Using much smaller values for the applied Potential Difference and therefore the current through the wire. This could have been achieved by placing a large value resistor in series with the wire – say 0-5000 Ohms. We would have needed to use a much more sensitive ammeter and voltmeter. Placing the wire in a water bath as shown in the diagram below. The temperature of the wire would have been the same as the water bath. A large amount of heat energy is needed to change the temperature of the water bath because of the high value for the Specific Heat Capacity of water. Extension of the Investigation.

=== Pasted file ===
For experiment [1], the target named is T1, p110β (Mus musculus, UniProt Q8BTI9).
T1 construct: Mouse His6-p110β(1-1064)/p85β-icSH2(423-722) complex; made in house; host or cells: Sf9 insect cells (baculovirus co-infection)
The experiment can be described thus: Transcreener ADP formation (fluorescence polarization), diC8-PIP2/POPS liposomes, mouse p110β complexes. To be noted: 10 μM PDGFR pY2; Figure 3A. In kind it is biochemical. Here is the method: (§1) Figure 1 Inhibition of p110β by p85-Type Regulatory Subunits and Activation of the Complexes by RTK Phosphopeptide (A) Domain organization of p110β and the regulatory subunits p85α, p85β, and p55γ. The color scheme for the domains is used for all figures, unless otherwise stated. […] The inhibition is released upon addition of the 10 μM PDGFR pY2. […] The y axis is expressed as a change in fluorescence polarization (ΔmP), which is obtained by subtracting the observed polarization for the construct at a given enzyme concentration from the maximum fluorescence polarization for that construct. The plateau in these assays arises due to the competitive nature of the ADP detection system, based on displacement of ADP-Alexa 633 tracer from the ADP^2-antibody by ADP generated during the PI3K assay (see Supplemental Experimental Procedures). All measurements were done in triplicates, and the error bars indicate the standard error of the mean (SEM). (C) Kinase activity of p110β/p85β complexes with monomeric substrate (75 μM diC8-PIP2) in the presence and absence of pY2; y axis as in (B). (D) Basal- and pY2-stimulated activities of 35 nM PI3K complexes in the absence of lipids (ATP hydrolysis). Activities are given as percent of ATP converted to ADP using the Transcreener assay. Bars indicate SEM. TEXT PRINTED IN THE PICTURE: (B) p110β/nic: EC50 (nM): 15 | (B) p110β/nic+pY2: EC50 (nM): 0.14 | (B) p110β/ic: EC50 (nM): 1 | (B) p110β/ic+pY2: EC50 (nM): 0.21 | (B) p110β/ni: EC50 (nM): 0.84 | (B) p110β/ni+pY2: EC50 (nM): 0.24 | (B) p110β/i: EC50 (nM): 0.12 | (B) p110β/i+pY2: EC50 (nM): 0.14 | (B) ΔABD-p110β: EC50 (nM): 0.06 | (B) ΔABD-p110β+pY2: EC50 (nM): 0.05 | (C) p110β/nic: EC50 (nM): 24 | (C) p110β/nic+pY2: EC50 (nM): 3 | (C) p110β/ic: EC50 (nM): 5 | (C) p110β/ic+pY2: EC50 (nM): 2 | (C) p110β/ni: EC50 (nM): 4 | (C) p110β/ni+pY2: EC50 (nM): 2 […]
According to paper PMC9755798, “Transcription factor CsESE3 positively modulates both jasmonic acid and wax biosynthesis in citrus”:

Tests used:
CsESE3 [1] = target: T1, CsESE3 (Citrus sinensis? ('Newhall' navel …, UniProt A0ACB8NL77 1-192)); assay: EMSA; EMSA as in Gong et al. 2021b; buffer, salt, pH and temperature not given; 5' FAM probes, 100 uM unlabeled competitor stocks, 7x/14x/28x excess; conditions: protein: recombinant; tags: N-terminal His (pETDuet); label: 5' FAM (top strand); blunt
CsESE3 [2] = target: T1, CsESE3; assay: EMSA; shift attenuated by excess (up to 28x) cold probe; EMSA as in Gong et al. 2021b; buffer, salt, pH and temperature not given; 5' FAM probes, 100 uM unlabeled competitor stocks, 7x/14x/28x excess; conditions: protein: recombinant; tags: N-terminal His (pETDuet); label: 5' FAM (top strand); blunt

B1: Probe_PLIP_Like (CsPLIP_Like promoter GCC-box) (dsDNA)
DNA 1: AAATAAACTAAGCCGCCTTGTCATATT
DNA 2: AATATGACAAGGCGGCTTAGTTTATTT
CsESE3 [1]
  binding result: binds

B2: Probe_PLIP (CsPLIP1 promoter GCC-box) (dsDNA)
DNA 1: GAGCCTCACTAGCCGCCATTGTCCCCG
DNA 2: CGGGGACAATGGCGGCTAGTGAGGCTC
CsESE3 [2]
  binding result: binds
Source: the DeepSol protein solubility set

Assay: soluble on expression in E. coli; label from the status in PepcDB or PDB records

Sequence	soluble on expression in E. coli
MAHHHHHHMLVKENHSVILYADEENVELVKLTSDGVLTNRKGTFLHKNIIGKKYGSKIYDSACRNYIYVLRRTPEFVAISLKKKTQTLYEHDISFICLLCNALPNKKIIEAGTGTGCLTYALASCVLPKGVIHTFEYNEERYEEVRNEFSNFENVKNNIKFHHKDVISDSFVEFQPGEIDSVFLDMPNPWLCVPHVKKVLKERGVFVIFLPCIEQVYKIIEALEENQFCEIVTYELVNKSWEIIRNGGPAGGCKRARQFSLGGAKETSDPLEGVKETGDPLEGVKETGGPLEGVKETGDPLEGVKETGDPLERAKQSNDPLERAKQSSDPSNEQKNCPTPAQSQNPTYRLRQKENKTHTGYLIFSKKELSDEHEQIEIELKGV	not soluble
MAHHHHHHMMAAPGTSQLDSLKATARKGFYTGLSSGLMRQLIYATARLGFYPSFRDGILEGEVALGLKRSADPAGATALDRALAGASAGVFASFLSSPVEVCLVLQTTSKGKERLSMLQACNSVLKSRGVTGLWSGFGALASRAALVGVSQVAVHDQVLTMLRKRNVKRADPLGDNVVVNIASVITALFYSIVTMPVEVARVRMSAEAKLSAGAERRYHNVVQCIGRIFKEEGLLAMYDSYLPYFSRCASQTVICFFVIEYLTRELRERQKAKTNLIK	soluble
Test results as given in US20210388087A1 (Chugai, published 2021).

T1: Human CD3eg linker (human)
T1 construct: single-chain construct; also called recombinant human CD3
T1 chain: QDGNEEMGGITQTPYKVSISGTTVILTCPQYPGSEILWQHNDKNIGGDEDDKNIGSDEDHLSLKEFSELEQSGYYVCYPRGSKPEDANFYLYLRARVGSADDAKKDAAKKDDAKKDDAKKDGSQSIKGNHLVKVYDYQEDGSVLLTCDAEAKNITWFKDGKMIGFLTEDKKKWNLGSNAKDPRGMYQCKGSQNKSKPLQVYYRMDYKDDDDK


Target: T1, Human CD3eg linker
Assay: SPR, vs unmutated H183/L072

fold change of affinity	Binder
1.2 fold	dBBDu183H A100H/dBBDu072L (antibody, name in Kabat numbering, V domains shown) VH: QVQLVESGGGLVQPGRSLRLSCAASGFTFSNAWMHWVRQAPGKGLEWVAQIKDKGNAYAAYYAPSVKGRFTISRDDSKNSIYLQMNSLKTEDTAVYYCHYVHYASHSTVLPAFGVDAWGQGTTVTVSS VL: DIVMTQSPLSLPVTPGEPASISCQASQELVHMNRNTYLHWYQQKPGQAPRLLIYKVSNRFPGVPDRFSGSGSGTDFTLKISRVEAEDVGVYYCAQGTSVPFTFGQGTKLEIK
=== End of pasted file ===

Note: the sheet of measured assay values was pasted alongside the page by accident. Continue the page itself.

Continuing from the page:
Different Materials Different metals have different values for their resistivity ? . A series of experiments could be carried out to measure the resistivities of different metals and alloys. Change of Resistance with Temperature A series of experiments could be carried out to measure the change in resistance of a fixed length of Constantan wire as the temperature of the wire is changed. This could be done by placing the wire under test in a water bath and changing the temperature of the water bath by heating it with a Bunsen burner. The length and cross-sectional area of the wire would be kept constant.